Munros starting with T
|The Cairnwell is one of the easiest ascents for the beginner but also one of the least attractive, with its decoration of Chair lifts and Radio masts. |
The shape approximates to a triangular pyramid with the main ridge leading NW, and is the normal ascent route.
The NE slopes are moderate but littered with skiing equipment. The slopes to the SW and SE are steeper and rocky.
The Devils Point
|The Devils Point is the smallest peak of the Cairn Toul group, some 200 meters lower than its lofty neighbour, but an impressive peak none-the-less. |
This mountain is the SE promontory of the Cairn Toul plateau with steep rock faces to the S (into Glen Geusachan) and to the E (into Glen Dee). To the W lies the the summit plateau of Cairn Toul giving easy access from the NW and to the N are steep slopes to Coire Odhar.
The normal ascent route is from the Corrour Bothy in the Lairig Ghru up the head-wall of Coire Odhar.
|The Saddle and Sgurr na Sgine are located on the S side of Glen Shiel, to the W of the famous South Glen Shiel Ridge. |
The Saddle is best known for, the Forcan Ridge, its NE ridge down to Meallan Odhar (610m), which offers a splendid scramble on a narrow crest. Consequently the normal ascent route is by path onto Meallan Odhar.
If you wish to avoid the ridge, bear SW to Beallach Coire Mhalagain and then climb NW to the summit avoiding the steepest slope ahead.
The Saddle is one peak on a long ridge which bears W then curves N around Coire Uaine offering a longer route to the bealach S of Sgurr Mhic Bharraich where a path returns to Shiel Bridge.
|Toll Creagach lies at the E end of a range of mountains, and its sprawling mass has mostly easy to moderate slopes. |
From the summit five broad ridges run E, SSE to Beinn Eun leading down to Glen Affric, WSW to Bealach Toll Easa where it connects to Tom a' Choinich, NW to Creag Dubh overlooking Loch Mullardoch and NE to Creag a' Baca overlooking Glen Cannich.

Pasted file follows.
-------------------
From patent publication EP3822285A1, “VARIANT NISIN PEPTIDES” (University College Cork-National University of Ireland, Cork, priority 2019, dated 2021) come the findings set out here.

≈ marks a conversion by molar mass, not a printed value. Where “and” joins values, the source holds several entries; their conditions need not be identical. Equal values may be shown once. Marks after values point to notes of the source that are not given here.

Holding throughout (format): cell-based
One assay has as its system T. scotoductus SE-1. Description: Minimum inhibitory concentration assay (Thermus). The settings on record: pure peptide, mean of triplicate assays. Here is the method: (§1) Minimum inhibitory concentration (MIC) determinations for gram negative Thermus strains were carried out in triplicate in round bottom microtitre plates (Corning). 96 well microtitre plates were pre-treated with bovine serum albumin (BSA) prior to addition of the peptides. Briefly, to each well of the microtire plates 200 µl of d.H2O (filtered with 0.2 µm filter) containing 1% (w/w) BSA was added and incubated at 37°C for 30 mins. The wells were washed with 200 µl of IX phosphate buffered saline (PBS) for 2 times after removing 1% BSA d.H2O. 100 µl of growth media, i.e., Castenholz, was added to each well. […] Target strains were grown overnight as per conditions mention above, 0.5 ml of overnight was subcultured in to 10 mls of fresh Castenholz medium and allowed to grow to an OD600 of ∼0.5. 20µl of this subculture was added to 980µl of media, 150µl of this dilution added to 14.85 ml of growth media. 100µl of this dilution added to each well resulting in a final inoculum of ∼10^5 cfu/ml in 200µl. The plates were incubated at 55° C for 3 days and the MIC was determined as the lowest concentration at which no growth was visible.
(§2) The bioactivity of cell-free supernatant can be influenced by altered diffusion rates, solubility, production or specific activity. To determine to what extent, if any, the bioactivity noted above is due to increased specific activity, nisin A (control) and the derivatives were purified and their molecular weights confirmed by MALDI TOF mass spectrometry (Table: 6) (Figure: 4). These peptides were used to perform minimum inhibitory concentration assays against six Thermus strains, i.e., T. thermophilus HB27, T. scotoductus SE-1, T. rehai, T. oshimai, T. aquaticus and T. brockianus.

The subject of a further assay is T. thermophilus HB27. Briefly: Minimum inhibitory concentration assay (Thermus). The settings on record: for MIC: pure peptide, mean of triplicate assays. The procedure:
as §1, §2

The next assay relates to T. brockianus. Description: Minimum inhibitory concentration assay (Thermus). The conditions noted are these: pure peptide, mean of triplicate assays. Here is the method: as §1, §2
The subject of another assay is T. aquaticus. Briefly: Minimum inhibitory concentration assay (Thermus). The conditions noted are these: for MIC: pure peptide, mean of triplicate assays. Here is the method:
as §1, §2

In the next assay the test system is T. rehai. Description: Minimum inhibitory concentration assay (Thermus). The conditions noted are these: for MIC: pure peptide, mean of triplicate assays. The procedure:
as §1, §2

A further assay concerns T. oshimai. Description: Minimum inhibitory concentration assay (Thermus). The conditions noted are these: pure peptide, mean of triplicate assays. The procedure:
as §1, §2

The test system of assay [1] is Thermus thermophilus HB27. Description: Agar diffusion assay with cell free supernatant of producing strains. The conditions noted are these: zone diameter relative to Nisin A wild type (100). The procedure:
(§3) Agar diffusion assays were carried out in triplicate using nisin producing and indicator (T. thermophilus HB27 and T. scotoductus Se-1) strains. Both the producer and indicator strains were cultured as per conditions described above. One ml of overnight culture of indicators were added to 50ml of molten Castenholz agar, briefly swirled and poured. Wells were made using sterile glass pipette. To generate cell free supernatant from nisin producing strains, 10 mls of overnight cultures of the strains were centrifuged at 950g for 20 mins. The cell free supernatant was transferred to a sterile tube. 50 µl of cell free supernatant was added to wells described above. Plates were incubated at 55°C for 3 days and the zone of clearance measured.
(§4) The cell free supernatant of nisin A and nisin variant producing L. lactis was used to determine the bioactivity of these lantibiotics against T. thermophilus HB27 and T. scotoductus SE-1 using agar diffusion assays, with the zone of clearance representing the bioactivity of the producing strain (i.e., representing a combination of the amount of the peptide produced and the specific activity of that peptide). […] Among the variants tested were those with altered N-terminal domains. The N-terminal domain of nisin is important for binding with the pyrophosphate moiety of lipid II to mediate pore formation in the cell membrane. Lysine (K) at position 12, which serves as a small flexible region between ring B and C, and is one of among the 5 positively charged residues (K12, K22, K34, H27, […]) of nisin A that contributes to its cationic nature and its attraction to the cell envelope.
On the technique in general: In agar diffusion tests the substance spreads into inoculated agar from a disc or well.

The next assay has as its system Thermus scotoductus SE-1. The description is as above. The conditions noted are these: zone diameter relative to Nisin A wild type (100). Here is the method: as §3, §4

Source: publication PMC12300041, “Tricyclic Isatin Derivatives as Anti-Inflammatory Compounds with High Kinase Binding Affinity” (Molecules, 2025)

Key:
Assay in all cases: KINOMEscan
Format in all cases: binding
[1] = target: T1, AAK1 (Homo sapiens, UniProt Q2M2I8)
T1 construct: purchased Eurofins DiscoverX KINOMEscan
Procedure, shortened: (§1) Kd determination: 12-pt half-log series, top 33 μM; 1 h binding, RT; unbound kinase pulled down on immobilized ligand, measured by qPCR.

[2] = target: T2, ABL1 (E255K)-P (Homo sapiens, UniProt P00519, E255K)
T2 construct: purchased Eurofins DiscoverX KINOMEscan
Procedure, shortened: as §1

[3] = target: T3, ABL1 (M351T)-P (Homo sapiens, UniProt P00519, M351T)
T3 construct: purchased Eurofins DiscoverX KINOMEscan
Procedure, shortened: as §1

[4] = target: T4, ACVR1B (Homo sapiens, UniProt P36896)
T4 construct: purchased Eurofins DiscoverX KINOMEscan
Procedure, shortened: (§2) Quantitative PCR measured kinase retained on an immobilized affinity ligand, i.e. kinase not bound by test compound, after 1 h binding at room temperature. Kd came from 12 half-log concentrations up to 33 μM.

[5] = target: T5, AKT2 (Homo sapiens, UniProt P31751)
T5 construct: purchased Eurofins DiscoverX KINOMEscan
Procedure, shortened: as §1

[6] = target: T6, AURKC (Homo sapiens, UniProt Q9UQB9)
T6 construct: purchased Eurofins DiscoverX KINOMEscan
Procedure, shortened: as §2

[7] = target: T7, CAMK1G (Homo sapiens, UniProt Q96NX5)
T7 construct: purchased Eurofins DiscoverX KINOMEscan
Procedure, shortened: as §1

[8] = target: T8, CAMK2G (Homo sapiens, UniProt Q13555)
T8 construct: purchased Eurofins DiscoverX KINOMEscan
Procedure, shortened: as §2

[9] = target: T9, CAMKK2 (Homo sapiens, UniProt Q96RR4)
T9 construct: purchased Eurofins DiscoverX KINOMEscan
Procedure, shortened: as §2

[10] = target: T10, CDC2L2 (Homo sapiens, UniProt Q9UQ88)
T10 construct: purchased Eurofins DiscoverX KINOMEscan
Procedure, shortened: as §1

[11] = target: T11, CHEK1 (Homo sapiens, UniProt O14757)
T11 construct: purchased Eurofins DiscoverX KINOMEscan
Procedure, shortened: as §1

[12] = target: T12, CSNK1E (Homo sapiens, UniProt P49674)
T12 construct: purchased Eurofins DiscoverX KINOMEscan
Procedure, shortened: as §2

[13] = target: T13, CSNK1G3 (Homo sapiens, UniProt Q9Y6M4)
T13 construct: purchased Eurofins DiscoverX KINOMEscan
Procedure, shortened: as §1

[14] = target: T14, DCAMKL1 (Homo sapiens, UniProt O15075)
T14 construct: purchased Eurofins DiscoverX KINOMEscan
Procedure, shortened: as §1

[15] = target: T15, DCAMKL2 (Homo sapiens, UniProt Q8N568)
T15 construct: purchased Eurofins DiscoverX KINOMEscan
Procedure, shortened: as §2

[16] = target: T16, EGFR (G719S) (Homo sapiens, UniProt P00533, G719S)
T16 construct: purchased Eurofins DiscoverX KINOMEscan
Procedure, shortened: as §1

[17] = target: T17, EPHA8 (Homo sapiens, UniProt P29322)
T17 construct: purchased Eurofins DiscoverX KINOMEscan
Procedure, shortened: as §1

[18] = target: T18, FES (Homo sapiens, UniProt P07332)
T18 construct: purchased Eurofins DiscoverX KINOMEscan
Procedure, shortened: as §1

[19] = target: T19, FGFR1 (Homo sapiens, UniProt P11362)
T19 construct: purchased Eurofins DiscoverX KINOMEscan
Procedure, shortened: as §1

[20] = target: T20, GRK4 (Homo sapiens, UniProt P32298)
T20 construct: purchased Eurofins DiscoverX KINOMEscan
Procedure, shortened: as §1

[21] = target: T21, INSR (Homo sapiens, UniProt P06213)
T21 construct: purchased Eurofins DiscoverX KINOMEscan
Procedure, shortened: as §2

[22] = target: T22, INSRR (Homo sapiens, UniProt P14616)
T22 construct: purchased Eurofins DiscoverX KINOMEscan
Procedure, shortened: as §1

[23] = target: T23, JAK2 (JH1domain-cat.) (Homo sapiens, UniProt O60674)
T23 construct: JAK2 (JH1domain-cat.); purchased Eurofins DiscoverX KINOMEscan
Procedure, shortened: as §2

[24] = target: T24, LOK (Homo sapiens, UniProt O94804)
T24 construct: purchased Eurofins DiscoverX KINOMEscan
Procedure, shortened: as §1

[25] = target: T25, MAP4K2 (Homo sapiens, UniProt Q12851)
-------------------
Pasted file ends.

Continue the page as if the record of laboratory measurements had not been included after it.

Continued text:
An ascent from Glen Cannich is possible but ascents from Glen Affric via the SSW and WSW ridges are easier.
|Tolmount forms the head wall of Glen Callater and its NW face is consequently rocky and steep. To other points of the compass its slopes are gentle and undulating as it is a summit on the edge of a high moorland plateau. |
Access to Tolmount is normally from Glen Doll to the SE by the path known as "Jocks Road" or from Carn a Claise at the W limit of the plateau.
Tom a' Choinich
|The sprawling mass of Tom a' Choinich takes the form of a triangular pyramid, with three major and one minor ridges converging on the summit. The main ridges run NNE to Creag Dubh, ESE to Gleann nam Fiadh and to the WSW a long winding ridge leads to Carn Eighe. |
A short narrow E ridge leads down to a Bealach Toll Easa from where paths lead to Glen Cannich and Glen Affric. Whilst some of the slopes are very steep, there are good ascent routes via the W and WSW ridges.
|Tom Buidhe is a gently rounded summit on a high moorland plateau. The mountain has only gentle slopes but to the S lie the cliffs of Canness Glen, to the N the steep rocky slopes into Glen Callater and to the SE, Glen Doll is also flanked by steep and rocky slopes. |
Access to Tom Buidhe is normally from Glen Doll to the SE by the path known as "Jocks Road" or from Carn a Claise at the W limit of the plateau.
Tom na Gruagaich
|Beinn Alligin is a very distinctive mountain with its great cleft, the Eag Dubh, on the S face of Sgurr Mor. |
Tom na Gruagaich is the more S of two munros on Beinn Alligin and it is connected to Sgurr Mor by a col N of its summit. This col is one of the possible ascent routes either from Sgurr Mor or more usually from the corrie to the E.
The other common ascent route is up the corrie on the SE face of Tom na Gruagaich, Coir nan Laogh.
Beinn Alligin is a relatively steep sided mountain with much of its slopes formed of terraced layers of red sandstone which are eroded to a rounded profile making hand and footholds difficult.